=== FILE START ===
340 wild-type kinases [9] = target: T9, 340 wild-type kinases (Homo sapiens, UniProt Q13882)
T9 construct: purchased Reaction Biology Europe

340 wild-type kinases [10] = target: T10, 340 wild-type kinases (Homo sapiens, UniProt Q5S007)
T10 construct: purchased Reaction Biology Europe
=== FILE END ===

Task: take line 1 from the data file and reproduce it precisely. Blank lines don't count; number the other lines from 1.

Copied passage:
340 wild-type kinases [9] = target: T9, 340 wild-type kinases (Homo sapiens, UniProt Q13882)